Putting a Face on New Media Journalists

Last Updated Jun 10, 2008 1:24 AM EDT

Bill Clinton has worked hundreds of rope lines, shaking hands and making small talk with thousands of people. So he probably never gave a second thought to what he would say to the nice lady at a recent event who made a comment about the unflattering Vanity Fair article about him.

That, as they say, was his first mistake.

Turns out that nice lady was Mayhill Fowler, a volunteer blogger at Huffington Post, who was holding a digital recorder in one hand while she held Clinton's hand with the other. Clinton, forgetting for a moment that new media is everywhere, went on a mini-rant about the Vanity Fair article and its author. Soon after, Fowler posted his comments on Huffington. [This is the same volunteer blogger, by the way, who brought her digital recorder along to an Obama event and captured his comments about disgruntled citizens turning to religion and guns.]

I can't believe politicians still don't get it -- that we live in a digital age when everyone -- or should I say, anyone -- can be toting a digital camera or recorder and can upload to the web digital information in a matter of minutes. They aren't wearing a snap-brim hat with the word "Press" stuck in it anymore. Didn't control of the Senate change hands in 2006 because George Allen was caught on Youtube making a racial slur?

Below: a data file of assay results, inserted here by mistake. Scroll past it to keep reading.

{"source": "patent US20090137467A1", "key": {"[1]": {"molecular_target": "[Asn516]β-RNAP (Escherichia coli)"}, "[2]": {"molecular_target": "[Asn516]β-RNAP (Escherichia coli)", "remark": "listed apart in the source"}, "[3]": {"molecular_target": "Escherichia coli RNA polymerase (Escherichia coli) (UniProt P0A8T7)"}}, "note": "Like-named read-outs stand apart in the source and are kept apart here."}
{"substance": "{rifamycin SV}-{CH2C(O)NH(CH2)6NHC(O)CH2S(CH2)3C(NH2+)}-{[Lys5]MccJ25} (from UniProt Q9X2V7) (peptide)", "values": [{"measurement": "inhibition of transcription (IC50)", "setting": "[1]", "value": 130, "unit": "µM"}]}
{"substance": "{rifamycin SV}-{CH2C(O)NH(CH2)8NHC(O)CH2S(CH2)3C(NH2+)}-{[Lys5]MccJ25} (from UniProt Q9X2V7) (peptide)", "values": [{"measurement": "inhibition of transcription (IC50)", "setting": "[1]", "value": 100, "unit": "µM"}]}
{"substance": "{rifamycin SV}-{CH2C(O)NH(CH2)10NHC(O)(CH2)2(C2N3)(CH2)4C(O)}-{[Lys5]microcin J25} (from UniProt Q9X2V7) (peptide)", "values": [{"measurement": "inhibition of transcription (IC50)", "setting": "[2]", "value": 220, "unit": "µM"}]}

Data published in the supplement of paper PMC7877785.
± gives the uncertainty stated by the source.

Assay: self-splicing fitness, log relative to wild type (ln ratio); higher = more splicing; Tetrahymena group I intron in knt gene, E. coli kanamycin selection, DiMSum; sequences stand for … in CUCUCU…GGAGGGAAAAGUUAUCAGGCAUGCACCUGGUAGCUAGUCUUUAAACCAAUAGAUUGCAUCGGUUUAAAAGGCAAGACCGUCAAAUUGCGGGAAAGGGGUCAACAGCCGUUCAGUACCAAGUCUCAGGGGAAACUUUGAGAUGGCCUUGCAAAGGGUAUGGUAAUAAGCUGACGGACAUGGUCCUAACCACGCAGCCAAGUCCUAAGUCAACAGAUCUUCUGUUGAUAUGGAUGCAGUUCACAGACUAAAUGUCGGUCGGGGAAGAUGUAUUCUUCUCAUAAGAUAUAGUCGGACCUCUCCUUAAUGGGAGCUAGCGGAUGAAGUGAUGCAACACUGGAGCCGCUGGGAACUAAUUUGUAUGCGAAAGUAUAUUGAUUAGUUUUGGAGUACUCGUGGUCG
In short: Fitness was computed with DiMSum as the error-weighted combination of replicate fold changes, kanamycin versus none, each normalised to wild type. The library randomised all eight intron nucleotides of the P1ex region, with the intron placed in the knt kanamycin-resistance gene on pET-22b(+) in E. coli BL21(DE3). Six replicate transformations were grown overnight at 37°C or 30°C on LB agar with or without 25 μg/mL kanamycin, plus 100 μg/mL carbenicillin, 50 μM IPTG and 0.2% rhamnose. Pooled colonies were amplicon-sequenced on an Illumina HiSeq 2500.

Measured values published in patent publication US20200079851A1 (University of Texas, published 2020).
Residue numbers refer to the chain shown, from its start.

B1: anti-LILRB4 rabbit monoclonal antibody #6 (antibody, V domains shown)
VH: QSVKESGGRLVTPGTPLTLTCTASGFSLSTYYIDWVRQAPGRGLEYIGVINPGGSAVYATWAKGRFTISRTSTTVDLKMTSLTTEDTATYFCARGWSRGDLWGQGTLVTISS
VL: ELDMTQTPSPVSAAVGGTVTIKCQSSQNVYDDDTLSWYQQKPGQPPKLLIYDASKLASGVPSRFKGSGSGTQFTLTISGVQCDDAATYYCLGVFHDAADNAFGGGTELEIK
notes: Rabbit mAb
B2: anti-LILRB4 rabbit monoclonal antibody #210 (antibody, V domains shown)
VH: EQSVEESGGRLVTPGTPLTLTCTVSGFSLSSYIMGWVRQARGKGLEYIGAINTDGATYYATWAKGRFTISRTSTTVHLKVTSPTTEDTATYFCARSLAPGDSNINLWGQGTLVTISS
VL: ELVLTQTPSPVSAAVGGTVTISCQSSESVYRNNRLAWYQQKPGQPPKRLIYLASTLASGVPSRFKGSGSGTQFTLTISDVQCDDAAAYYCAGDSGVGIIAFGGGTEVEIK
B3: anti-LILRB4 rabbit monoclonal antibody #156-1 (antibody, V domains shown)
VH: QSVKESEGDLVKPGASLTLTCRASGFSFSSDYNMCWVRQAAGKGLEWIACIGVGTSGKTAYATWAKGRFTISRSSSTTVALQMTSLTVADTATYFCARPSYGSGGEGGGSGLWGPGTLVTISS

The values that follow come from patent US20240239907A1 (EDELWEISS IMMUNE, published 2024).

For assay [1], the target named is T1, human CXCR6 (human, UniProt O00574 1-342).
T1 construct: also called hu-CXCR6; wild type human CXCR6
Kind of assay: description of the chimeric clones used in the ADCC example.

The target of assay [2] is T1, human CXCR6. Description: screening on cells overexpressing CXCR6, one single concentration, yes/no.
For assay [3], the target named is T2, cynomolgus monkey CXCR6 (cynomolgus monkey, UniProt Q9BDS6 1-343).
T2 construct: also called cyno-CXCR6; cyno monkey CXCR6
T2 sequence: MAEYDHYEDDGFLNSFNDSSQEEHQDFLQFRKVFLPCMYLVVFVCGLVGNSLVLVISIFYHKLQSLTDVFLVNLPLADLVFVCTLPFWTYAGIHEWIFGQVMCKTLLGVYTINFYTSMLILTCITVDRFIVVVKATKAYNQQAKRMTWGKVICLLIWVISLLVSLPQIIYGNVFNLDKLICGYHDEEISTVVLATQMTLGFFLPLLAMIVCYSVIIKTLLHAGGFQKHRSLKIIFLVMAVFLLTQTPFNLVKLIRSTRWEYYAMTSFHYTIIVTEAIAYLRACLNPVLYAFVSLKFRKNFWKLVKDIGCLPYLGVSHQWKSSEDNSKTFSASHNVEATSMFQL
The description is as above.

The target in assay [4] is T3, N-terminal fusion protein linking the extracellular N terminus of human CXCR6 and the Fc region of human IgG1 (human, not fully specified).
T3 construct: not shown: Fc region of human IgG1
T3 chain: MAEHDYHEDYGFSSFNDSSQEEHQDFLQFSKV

There's now a fresh debate again, about whether non-traditional journalists should have to identify themselves if they intend to publish. In a simple and ideal world, sure. But we are so far from living in an ideal world that debating this point is a waste of breath.

Instead, spokespeople and anyone who thinks they may be the subject of a news story, need to remember a few things:

  • Anyone can post content to the web
  • Press credentials aren't necessary
  • People can legitimately be wearing different hats (competitor, job-seeker, co-worker) and also be bloggers
  • The only way to minimize the risk of something like this happening is to think through your talking points in advance and stick to them, whether you are talking to the nice lady on the rope line or the grizzled veteran journalist from the New York Times.
  • Jon Greer

    Jon Greer has been analyzing media and PR for more than 25 years. He's been a journalist and a PR executive, and has been a featured speaker for many years at the Bulldog Reporter Media Relations Summit, and served as Bulldog's Editorial Director for their PR University series of weekly how-to audio conferences.

    Jon provides PR services including media relations and freelance writing to clients including start-ups, law firms, corporations, investment banks and venture capital firms. In addition, Jon provides spokesperson training. Learn more about Jon's training programs at The Media Bridge.